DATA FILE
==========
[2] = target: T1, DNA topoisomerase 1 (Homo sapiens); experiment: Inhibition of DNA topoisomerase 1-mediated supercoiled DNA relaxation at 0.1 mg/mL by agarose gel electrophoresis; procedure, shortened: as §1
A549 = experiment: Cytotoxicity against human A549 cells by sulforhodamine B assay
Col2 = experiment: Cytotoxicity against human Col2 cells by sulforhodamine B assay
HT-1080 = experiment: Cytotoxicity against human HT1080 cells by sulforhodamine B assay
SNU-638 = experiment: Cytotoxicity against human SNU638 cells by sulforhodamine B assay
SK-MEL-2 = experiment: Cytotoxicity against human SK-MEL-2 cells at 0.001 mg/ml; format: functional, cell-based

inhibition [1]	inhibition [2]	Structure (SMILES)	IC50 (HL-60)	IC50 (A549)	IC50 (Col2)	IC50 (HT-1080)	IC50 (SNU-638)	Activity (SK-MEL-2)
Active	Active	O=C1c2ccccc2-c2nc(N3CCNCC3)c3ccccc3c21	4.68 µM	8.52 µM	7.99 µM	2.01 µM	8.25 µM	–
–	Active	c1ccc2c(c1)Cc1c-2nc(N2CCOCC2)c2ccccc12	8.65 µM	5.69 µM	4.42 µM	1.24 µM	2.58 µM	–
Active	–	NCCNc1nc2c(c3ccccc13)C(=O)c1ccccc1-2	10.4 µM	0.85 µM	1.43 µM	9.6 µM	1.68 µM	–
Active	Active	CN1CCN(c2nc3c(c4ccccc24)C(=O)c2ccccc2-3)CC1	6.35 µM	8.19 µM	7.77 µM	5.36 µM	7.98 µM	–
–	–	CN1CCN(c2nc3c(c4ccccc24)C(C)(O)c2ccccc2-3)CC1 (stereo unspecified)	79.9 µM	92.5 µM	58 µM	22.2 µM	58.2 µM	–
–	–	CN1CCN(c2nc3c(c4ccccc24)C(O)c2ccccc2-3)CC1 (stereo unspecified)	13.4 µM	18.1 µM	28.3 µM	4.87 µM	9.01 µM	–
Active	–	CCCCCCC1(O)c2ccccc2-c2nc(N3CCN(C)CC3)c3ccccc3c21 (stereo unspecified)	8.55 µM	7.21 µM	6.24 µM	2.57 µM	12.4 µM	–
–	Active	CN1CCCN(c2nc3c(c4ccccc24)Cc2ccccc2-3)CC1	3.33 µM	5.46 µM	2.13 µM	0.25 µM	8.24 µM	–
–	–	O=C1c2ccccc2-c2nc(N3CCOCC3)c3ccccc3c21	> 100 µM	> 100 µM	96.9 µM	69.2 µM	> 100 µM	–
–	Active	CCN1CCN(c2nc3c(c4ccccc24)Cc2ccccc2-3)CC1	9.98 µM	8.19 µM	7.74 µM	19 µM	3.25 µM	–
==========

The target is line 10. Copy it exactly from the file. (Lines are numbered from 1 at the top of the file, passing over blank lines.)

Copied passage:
Active	–	NCCNc1nc2c(c3ccccc13)C(=O)c1ccccc1-2	10.4 µM	0.85 µM	1.43 µM	9.6 µM	1.68 µM	–